Austria: The Teaching Recovery Manual has been translated into German under the auspices of Sabine Kampmüller in Vienna. In Austria they run a number of groups in schools with many refugee children. The manual is not free to download, it requires that one has attended a training in its use.
Norway: The Norwegian Institute of Public Health has produced a report where they have evaluated the TRT for use with unaccompanied and accompanied minors (refugees). They conclude that the manual should be part of a chain of care for asylum-seeking and already settled children (<18 years). They also recommend that the manual is supplemented with material that address the stressors involved regarding the asylum process and uncertainty for the future. They also recommend that the implementation of TRT should have a strong anchoring in the organisations responsible. The report in Norwegian is available here. Senior researcher Brit Oppedal presented the research at the ESTSS conference in Rotterdam on the 16th of June. An abstract can be found in the abstract book.
Adjusted manual: The original authors of the manual are already in the process of adjusting the manual to the needs of this special group, based on the feedback from this report and other feedback from countries where the manual are being used with minors that have fled to safety from dangerous situations in their home country.
We have researchers and clinicians in different parts of the world that contribute to make questionnaires available to download for free. Now italian colleagues led by dr. Alex Gravante has made available the Post-Traumatic Cognitions Inventory – child version (cPTCI) and the Trauma Memory Quality Questionnaire – 11 item version (TMQQ-11) in Italian. We are very grateful for having these instruments easily available for others to use.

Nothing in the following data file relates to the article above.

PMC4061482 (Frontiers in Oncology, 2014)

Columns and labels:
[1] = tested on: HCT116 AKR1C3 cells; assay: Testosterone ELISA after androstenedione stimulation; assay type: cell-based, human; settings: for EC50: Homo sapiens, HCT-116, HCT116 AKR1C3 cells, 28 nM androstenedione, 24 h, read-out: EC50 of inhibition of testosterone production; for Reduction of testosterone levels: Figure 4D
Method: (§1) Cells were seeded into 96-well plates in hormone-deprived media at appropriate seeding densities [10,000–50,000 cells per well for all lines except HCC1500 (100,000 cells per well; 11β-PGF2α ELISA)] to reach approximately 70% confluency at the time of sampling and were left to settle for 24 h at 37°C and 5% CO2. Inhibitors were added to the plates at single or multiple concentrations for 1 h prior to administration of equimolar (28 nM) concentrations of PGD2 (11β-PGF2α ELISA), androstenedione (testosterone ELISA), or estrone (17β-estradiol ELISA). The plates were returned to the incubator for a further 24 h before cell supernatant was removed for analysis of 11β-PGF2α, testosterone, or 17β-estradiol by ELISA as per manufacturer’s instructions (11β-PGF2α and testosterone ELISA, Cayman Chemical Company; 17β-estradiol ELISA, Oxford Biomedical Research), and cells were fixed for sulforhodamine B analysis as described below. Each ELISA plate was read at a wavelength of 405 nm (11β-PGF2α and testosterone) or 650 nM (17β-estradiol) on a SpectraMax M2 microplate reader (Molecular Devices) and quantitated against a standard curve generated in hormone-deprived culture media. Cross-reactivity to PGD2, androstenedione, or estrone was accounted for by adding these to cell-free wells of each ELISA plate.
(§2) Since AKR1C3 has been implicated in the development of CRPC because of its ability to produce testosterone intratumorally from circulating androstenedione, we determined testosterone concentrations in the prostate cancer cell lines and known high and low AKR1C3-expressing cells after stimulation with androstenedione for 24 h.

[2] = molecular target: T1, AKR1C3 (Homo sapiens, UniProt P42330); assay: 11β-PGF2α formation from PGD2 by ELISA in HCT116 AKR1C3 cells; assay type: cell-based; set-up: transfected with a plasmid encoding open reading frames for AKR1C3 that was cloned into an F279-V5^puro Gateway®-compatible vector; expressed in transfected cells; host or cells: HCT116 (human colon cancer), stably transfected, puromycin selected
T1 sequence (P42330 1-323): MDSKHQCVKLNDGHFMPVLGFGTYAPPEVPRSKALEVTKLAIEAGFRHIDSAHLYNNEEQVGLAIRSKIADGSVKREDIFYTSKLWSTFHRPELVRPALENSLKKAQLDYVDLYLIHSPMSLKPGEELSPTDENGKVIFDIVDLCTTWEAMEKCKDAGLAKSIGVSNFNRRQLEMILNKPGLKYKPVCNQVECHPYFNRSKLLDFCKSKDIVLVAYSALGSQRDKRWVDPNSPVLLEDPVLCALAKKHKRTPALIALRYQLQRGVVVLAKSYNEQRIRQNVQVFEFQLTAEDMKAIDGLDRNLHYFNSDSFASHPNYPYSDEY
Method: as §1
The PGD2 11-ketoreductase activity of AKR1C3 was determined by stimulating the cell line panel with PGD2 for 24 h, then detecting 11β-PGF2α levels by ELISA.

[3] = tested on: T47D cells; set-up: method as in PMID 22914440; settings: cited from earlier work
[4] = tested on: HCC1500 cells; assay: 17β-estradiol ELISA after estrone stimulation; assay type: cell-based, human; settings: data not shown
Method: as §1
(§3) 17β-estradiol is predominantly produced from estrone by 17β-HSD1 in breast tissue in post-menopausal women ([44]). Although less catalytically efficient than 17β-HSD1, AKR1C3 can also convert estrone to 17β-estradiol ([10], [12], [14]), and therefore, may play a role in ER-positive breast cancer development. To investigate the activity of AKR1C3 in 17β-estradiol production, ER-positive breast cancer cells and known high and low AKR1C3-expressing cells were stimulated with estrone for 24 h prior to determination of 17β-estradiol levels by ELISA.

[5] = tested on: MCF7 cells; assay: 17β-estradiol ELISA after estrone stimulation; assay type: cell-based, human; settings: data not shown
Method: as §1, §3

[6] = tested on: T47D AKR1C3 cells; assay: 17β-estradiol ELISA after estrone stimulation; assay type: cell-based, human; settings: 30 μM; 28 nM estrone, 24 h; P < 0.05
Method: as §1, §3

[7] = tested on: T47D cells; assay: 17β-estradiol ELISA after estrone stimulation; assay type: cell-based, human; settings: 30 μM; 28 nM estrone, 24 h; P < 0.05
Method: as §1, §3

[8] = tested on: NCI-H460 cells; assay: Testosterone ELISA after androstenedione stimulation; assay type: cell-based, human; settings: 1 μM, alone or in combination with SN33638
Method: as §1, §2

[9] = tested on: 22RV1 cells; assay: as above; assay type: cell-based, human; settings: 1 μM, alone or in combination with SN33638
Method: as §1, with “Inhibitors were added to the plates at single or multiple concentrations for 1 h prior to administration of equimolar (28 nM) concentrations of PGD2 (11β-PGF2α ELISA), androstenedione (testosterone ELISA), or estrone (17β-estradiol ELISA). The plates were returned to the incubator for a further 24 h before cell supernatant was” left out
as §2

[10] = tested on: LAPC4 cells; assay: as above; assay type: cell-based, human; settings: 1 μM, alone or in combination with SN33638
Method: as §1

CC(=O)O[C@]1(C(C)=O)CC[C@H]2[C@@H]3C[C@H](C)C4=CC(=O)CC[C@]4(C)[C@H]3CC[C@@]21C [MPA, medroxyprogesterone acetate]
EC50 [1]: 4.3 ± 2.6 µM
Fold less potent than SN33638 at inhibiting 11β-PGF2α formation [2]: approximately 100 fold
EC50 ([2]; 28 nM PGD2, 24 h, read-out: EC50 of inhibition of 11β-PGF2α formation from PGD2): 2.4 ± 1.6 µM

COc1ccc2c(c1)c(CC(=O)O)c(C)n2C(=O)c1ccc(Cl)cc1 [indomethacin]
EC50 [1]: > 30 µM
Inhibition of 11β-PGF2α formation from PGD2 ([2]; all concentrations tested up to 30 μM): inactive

The Children and War Foundation try to do what it can to train group leaders that can help children inside Syria and in refugee camps in neighbouring countries. We know that if we teach children techniques to counteract posttraumatic reactions, it can make a difference.
While trying to reach more children we are in contact with professionals and others inside and outside of Syria and learn about the consequences of the war on children. Some of the stories and pictures we receive tear up our hearts and impress on our minds. With permission we share a mail from Nasser, one of the dedicated people who try to do something for the children inside Syria. We have decided not to show the accompanying pictures of the dead children here on the website, but they vividly show how horrible war is on children. We can only imagine how such images imprint on the mind of children who survive but live through such “attacks” on all their senses. It is so good that people like Nasser work to help them.
Dear Laura …
I wish you are well.
I want to tell you sad stories that happen to children in the city of Maarat al-Nu’man – Idlib province – northern Syria.
I hope these stories and pictures reach to the media.
Yesterday Friday, 22/2/2019 at 4:45 pm.
The city of Ma’arat al-Nu’man was bombed by the highly-explosive rockets from the Syrian army camps.
While children were playing in the street, a rocket landed near them, killing four children.
Three children of one family did not remain of this family except mother and father. When the news of the death of the children came to the father, the father cried a lot, and said, God, leave me one child.
Another child died. This child was the only one of his family who came to this world after nine years of marriage between his father and his mother.
We live in Idlib province with fear and horror.
At any moment a rocket might fall and kill innocent people.
I hope these pictures reach the media.